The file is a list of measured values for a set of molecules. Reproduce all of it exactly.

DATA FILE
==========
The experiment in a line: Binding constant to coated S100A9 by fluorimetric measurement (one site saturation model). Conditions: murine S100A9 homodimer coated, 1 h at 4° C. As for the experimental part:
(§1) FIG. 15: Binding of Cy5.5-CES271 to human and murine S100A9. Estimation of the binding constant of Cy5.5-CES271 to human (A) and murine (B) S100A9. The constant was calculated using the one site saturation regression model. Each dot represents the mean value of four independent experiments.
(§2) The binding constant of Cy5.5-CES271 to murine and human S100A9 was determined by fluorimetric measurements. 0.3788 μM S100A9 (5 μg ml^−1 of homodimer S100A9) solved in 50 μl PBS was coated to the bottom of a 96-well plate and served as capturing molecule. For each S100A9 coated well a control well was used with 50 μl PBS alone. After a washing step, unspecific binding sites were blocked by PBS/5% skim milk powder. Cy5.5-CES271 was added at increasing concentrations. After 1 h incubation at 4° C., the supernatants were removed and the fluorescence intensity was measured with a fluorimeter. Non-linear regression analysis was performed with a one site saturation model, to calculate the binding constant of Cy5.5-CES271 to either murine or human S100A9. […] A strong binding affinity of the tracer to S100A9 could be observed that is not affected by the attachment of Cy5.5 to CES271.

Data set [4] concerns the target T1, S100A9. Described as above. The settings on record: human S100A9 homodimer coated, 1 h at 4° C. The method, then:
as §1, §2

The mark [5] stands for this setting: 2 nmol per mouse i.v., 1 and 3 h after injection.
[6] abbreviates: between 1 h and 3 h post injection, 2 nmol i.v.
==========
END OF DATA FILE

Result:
The experiment in a line: Binding constant to coated S100A9 by fluorimetric measurement (one site saturation model). Conditions: murine S100A9 homodimer coated, 1 h at 4° C. As for the experimental part:
(§1) FIG. 15: Binding of Cy5.5-CES271 to human and murine S100A9. Estimation of the binding constant of Cy5.5-CES271 to human (A) and murine (B) S100A9. The constant was calculated using the one site saturation regression model. Each dot represents the mean value of four independent experiments.
(§2) The binding constant of Cy5.5-CES271 to murine and human S100A9 was determined by fluorimetric measurements. 0.3788 μM S100A9 (5 μg ml^−1 of homodimer S100A9) solved in 50 μl PBS was coated to the bottom of a 96-well plate and served as capturing molecule. For each S100A9 coated well a control well was used with 50 μl PBS alone. After a washing step, unspecific binding sites were blocked by PBS/5% skim milk powder. Cy5.5-CES271 was added at increasing concentrations. After 1 h incubation at 4° C., the supernatants were removed and the fluorescence intensity was measured with a fluorimeter. Non-linear regression analysis was performed with a one site saturation model, to calculate the binding constant of Cy5.5-CES271 to either murine or human S100A9. […] A strong binding affinity of the tracer to S100A9 could be observed that is not affected by the attachment of Cy5.5 to CES271.

Data set [4] concerns the target T1, S100A9. Described as above. The settings on record: human S100A9 homodimer coated, 1 h at 4° C. The method, then:
as §1, §2

The mark [5] stands for this setting: 2 nmol per mouse i.v., 1 and 3 h after injection.
[6] abbreviates: between 1 h and 3 h post injection, 2 nmol i.v.